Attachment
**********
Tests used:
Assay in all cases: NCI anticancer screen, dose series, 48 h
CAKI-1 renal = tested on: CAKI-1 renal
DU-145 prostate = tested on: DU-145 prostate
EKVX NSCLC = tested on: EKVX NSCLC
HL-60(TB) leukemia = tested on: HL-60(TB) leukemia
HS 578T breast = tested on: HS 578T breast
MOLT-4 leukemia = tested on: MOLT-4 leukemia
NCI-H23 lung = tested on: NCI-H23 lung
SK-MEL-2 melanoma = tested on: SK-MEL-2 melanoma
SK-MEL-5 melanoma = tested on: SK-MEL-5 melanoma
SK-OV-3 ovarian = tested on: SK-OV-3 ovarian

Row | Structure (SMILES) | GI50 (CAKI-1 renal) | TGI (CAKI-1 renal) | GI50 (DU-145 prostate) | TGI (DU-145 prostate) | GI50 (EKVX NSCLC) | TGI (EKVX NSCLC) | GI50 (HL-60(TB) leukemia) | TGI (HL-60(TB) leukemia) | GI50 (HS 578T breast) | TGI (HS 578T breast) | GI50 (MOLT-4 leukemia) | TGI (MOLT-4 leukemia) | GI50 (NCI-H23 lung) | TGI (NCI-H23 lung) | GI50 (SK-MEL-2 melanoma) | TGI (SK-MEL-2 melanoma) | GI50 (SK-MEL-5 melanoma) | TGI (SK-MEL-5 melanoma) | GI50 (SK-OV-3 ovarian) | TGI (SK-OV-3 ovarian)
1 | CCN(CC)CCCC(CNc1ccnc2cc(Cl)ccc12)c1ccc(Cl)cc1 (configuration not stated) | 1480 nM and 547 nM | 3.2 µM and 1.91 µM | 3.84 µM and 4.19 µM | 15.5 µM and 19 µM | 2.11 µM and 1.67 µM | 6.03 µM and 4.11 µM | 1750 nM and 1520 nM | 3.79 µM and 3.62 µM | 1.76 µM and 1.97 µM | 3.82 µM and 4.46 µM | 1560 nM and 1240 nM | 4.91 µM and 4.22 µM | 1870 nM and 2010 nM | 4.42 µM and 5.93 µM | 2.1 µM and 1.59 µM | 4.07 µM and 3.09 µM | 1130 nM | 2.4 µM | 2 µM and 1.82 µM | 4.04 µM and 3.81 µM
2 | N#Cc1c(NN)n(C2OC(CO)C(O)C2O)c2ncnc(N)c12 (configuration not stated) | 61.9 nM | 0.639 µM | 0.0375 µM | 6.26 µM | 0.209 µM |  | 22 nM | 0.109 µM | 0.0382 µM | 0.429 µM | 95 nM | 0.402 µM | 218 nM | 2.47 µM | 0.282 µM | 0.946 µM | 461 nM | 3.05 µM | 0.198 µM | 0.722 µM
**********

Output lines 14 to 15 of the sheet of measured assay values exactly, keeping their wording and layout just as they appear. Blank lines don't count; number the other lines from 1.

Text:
1 | CCN(CC)CCCC(CNc1ccnc2cc(Cl)ccc12)c1ccc(Cl)cc1 (configuration not stated) | 1480 nM and 547 nM | 3.2 µM and 1.91 µM | 3.84 µM and 4.19 µM | 15.5 µM and 19 µM | 2.11 µM and 1.67 µM | 6.03 µM and 4.11 µM | 1750 nM and 1520 nM | 3.79 µM and 3.62 µM | 1.76 µM and 1.97 µM | 3.82 µM and 4.46 µM | 1560 nM and 1240 nM | 4.91 µM and 4.22 µM | 1870 nM and 2010 nM | 4.42 µM and 5.93 µM | 2.1 µM and 1.59 µM | 4.07 µM and 3.09 µM | 1130 nM | 2.4 µM | 2 µM and 1.82 µM | 4.04 µM and 3.81 µM
2 | N#Cc1c(NN)n(C2OC(CO)C(O)C2O)c2ncnc(N)c12 (configuration not stated) | 61.9 nM | 0.639 µM | 0.0375 µM | 6.26 µM | 0.209 µM |  | 22 nM | 0.109 µM | 0.0382 µM | 0.429 µM | 95 nM | 0.402 µM | 218 nM | 2.47 µM | 0.282 µM | 0.946 µM | 461 nM | 3.05 µM | 0.198 µM | 0.722 µM